If no forces except gravity were at work, the world's water would settle into the ocean basins and remain there. The land surfaces would become lifeless deserts. Water, however, does not stagnate in the oceans. It is continually evaporated from the oceans and other bodies of water by the heat of the sun and blown by the winds across sea and land. Thus an immense amount of water is always suspended in the atmosphere, some of the water vapor forms clouds. When such clouds accumulate more water vapor than they could hold, the water is returned to the land as rain. This process of moving water out of the oceans, into the atmosphere, and back to the land and oceans is called the water cycle. The image below illustrates the stages of the water cycle. Although Grenada does not store water in ice and snow, it is still a very important part of many countries' water cycle and should not be discounted.
Click on the links below to view a movie of the water cycle.
The movies are created by NASA Water and Energy Study.
Movie Without Text (25Mb) - Movie With Text (45Mb)
A fast internet connection is needed to view the movies properly.
Choosing a water source
Before water can be properly treated it must be collected from a surface or underground source. When a choice has to be made between sources, the quality of the water at the source and the quantity it produces must be considered. Once a source has been choosen, measures should be taken to protect it form contamination. These considerations must be taken into account to ensure that the chosen water source can satisfactorily meet the need for water in the area.Sources of Water
Surface sources of water are formed from runoff of rain water. Ground water sources are found below the surface of the ground, and are formed when water is absorbed into the ground. Wells or boreholes are dug to extract ground water. Desalination plants are also constructed to directly prepare sea water for consumer use.
In Grenada, NAWASA use the following sources to provide water to the nation:
- Surface :- Rivers, streams, springs and lakes.
- Ground :- Deepwells (Bore holes)
- Desalination plants
Rain falling over mountains and collecting at rivers and streams
Illustration of a typical bore hole station
Woburn desalination plant
Surface water is damned at areas where there is the least amount of contamination
Annadale and Les Advocate Dams
The main purpose of water treatment is to remove the impurities and improve the colour, taste and smell of the raw or untreated water.
The process of water treatment is divided into four main processes. They are Screening
Screening is the process of using grates or mesh to prevent large objects (from a few inches to feet) such as branches, boulders and other objects of similar size from reaching the treatment plant, and is usually done at the dam or intake to the plant. Sedimentation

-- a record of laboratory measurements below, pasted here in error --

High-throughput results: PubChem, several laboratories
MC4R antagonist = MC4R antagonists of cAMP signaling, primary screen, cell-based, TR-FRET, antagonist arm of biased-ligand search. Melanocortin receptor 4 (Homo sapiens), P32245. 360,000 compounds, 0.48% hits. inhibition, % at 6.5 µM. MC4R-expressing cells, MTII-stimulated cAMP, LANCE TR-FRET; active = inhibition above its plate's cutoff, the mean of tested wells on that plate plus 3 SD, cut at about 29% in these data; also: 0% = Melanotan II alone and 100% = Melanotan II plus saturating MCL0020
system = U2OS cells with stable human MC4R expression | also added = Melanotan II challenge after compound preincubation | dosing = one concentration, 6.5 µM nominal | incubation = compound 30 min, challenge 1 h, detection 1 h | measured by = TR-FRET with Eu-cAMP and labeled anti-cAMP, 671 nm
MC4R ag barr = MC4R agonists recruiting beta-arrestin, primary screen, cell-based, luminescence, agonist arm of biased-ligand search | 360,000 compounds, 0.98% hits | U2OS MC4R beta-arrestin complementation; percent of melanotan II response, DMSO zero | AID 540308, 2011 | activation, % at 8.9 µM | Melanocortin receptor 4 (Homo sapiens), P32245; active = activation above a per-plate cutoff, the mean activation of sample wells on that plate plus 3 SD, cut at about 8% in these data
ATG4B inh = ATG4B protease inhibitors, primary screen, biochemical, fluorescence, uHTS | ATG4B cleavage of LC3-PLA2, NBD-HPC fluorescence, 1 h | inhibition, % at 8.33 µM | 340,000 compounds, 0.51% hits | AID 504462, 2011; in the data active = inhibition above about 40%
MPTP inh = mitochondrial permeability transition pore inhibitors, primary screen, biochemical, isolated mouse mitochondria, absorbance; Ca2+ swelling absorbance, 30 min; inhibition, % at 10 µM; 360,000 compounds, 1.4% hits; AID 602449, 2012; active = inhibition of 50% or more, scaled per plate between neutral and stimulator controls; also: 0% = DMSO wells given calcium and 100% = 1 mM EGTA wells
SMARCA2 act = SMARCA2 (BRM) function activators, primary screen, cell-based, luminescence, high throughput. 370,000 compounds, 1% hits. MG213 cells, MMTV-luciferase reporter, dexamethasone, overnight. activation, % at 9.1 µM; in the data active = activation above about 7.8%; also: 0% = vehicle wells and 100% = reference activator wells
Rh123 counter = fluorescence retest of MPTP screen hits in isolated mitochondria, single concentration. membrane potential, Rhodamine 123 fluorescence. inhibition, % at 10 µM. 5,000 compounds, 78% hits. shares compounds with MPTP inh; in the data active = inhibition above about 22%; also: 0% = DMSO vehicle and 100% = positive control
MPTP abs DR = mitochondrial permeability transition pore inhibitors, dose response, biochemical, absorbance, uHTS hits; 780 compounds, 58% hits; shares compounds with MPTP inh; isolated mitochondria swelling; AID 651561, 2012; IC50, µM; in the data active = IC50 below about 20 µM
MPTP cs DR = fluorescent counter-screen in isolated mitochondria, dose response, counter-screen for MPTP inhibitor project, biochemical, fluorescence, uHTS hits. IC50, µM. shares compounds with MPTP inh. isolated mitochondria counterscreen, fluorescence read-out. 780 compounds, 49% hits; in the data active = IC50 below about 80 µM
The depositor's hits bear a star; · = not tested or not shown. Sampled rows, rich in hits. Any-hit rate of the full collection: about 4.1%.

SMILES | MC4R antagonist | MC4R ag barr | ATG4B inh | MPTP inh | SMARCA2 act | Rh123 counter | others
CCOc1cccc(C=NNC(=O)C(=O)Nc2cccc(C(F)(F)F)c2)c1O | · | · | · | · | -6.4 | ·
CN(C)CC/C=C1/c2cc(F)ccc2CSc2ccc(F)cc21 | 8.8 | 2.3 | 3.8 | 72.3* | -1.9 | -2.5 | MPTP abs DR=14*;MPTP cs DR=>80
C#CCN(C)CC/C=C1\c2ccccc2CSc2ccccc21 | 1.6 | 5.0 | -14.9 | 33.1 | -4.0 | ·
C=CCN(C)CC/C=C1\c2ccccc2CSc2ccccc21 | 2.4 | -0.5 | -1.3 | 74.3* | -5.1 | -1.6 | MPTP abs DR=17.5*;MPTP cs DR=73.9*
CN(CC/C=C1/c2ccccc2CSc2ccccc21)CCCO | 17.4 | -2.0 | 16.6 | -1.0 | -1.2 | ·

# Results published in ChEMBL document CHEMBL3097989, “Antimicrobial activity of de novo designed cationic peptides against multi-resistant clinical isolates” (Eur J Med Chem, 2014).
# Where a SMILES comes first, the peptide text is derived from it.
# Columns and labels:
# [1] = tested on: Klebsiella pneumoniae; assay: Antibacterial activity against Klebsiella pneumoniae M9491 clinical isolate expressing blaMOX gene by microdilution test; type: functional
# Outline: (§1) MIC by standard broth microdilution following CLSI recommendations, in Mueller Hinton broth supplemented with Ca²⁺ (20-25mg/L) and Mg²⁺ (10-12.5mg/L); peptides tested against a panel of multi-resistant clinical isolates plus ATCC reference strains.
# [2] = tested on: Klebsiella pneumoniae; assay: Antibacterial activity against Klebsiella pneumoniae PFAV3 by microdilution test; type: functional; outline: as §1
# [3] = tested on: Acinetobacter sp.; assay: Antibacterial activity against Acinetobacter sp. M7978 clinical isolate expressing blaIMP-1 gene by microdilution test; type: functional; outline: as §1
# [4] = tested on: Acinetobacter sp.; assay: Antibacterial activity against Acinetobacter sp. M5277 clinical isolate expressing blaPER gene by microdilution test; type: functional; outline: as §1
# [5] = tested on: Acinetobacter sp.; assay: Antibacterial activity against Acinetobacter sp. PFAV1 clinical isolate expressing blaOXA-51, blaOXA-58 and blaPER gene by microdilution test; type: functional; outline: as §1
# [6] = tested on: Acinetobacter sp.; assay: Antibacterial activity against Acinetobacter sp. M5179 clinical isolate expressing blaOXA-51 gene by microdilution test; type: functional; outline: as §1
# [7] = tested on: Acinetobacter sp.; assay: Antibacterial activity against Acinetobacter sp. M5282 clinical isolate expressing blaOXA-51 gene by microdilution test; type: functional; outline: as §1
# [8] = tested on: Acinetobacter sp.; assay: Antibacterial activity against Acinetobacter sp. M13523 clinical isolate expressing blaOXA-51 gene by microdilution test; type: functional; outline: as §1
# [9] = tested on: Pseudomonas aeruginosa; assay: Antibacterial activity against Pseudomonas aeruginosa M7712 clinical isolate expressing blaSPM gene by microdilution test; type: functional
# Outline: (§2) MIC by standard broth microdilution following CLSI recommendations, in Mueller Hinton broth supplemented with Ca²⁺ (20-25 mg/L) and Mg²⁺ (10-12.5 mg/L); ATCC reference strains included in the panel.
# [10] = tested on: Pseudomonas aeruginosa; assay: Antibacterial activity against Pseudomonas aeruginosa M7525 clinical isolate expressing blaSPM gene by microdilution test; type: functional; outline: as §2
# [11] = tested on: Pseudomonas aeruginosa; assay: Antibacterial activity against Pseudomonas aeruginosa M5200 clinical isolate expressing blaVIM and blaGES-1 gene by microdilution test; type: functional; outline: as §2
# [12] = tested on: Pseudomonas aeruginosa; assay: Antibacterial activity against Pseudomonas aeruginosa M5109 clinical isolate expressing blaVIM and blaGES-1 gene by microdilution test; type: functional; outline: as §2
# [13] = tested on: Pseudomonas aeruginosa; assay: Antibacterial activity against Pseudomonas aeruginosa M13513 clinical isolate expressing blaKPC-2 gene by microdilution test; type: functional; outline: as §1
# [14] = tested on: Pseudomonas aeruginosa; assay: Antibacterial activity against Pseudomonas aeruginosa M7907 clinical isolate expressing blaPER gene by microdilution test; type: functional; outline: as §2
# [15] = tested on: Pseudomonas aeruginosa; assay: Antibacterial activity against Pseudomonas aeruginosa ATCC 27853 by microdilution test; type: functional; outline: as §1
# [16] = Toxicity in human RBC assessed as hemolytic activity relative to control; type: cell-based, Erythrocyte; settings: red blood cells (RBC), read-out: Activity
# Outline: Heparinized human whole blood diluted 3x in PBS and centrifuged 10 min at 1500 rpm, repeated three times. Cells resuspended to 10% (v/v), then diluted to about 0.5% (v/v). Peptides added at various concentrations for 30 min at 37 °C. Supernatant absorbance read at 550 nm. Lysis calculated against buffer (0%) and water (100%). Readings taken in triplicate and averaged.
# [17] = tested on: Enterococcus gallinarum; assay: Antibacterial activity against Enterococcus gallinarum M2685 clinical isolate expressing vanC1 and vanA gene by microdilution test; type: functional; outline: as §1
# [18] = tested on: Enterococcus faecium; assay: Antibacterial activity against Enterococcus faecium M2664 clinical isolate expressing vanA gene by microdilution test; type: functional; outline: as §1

Alum is added and mixed with the raw water in a large tank or basin. The chemicals cling to the impurities in the water (coagulation), forming larger and heavier particles (flocculation). These particles called floc then sink to the bottom of the basin and collect to form sludge which is later removed.
Lime and other chemicals are added to improve the quality of the water.Filtration
Smaller particles are removed by passing the water through beds of sand and gravel called filters. This process is called filtration. After filtration all the particles should have been removed leaving only impurities such as micro-organisms.Chlorination
Chorination is the process by which the filtered water is disinfected with chlorine to kill all disease-causing germs. After treatment the water should be safe, potable and pure.
In our country, ground water does not usually require and great deal of treatment. This type of water is often filtered naturally as it passes through the ground. Chlorine is added to protect consumers from bacteria.
Water is transported from source to treatment plants. After treatment water is stored at reservoirs until further distribution is needed
Woburn storage tank being constructed
Distribution of water
Treated water is distributed to our homes, offices, schools, factories and other places by a network of pipes, pumps, storage tanks or reservoirs and valves. Such a network makes up the Water Distribution System.
The water which leaves a treatment plant or well is pumped or allowed to flow by gravity. In our country the water distribution system is largely dependent on gravitational forces. The water supply of a few areas are dependent on the public electricity supply.